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Midweek Pick-Me-Up: Smoothie Bowl

Looking for something new to try in the morning? We have the perfect fix for your Wednesday blues! This filling smoothie (pictured in a bowl for something different, but you can also have it the traditional cup and straw way) is sure to give you a burst of energy to finish out your week. Eat this like you would soup, and be sure to mix all of the toppings up before serving.

Super Smoothie Bowl

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Ingredients

HUGE handful of organic kale

1/4 cup of organic pineapple

1 whole organic banana

1/4 apple

1/4 cucumber

4 organic baby carrots

1/2 TBSP fresh ginger

6 ice cubes

3 TBSP egg whites
1/2 -1 cup unsweetened almond milk
2 TBSP ‘Superfood Smoothie Mix-Antioxidant Acai & Goji’ made by Essential

living foods (Found it at TJ Maxx)


Toppings

Organic unsweetened shredded coconut

Hemp seeds

Goji berries

Granola

Chia seeds

 

Combine all ingredients (except for toppings) into a blender. Blend until smooth. Pour into a bowl, and top with the extras. Stir and enjoy!

Special thanks to Andrea Valente for the picture! 

 

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Healthier Homemade Blueberry Nutrigrain Bars

Sure, Nutrigrain Bars sound healthy, but they’re loaded with sugar and a bunch of other things I can’t pronounce. And of course my kids love them. So I did some research on the internet to find a healthier homemade recipe for nutrigrain bars. I looked at recipe after recipe and was surprised that so many of them still used a lot of sugar and butter. After pulling from a ton of recipes, I think I came up with a pretty healthy version of my kids’ beloved nutrigrain bars. I even let them help me measure ingredients and run the blender. Give them a try and see what your kids think!

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Strawberry Banana Oat Muffins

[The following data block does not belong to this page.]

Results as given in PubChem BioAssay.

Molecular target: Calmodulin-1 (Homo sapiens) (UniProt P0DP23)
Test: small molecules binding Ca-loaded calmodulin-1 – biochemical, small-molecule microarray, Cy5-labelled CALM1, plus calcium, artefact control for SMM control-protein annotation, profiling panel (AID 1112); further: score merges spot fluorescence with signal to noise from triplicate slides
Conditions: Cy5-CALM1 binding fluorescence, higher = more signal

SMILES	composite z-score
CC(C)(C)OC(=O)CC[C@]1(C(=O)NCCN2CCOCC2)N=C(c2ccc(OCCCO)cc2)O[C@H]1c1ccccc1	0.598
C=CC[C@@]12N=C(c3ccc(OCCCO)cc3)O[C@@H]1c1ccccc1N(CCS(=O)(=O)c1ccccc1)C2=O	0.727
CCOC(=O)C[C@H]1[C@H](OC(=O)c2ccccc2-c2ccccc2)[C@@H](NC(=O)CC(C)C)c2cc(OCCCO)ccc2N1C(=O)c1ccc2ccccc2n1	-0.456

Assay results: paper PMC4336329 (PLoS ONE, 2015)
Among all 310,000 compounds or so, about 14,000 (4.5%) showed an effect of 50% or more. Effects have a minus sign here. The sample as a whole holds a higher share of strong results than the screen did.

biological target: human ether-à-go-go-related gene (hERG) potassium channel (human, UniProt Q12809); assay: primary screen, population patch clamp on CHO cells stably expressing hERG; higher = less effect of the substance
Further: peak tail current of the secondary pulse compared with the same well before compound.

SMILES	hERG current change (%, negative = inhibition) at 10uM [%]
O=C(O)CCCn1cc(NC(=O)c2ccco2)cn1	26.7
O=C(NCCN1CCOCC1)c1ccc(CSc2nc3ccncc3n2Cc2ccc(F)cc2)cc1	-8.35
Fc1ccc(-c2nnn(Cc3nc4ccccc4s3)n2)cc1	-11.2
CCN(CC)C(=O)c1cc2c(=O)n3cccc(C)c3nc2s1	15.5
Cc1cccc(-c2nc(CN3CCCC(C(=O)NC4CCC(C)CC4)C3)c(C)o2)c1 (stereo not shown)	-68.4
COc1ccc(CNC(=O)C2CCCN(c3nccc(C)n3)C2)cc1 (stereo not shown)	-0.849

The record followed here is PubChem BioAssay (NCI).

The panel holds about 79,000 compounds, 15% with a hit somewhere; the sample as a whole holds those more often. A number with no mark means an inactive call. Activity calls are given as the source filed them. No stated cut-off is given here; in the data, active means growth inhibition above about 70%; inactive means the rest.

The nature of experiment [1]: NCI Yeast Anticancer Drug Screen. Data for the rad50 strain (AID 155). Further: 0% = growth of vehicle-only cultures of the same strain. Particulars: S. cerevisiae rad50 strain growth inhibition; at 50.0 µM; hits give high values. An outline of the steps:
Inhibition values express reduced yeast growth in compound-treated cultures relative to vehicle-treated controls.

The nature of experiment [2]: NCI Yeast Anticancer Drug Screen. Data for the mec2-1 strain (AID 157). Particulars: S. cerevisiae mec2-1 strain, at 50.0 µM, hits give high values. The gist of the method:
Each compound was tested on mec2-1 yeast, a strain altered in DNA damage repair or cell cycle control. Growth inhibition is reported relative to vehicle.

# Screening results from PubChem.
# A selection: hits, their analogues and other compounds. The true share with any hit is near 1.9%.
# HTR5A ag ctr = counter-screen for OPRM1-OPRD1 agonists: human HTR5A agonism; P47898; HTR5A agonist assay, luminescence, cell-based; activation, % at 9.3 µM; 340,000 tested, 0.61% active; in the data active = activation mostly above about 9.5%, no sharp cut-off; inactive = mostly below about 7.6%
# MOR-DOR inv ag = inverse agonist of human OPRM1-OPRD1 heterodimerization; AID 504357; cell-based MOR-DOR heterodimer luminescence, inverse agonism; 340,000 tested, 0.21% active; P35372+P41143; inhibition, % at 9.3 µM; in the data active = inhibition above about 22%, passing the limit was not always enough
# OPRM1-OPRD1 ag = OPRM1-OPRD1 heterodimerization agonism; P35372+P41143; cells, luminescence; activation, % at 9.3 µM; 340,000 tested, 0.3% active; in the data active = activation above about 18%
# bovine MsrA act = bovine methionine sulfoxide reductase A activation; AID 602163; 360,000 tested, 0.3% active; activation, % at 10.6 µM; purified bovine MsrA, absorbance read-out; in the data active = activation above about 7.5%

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I just baked my last batch of muffins in my current kitchen. It’s unreal to me that we are moving in less than 2 weeks. Moving is always a little bittersweet – this was our first house, this is where we started our family, and this is where all of our boys’ “firsts” took place. It’s a little sad to leave it all behind, but I’m also excited to make new memories in a different house and to start cooking in my new kitchen. Luckily I was able to bake my family’s favorite muffins one last time before moving on.

I mentioned last week that I had a hankering for strawberry banana bread but that I couldn’t make it because I had packed away all my baking pans. Luckily I still had a muffin pan and my food processor in the cabinet, and I still had a hankering for strawberry banana SOMETHING. I decided to put another spin on my old trustworthy banana muffins by adding pureed strawberries and some oats. They turned out to be another winner. We’ll see how long this version lasts…

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Blackberry Lime Sauce

I decided to make a special breakfast this morning after I saw a few blackberries sitting in the refrigerator and immediately felt the need to have them with pancakes. I cooked them down with some lime juice, water, and just a tad of agave to create a pourable sauce. I’m sure the sauce would also be delicious spread on some toast, stirred into some greek yogurt, or poured over some vanilla ice cream. In fact, I’m quite sure it would be delicious poured over some vanilla ice cream. Don’t have any blackberries sitting around? Try another berry – any type would work.

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Quick & Easy Weeknight Frittata

We’ve been eating a lot of breakfast for dinner lately.  Last week it was pancakes, this week it’s eggs.  We have about a million and one things going on right now, including packing to move, so I seem to have zero time to cook an elaborate meal, or go to the grocery store for that matter.  We’ve also been spending most of our time outdoors since the weather has been cooperating, so I consistently lose track of time and realize that it’s time to eat dinner and I haven’t even thought about what we are having.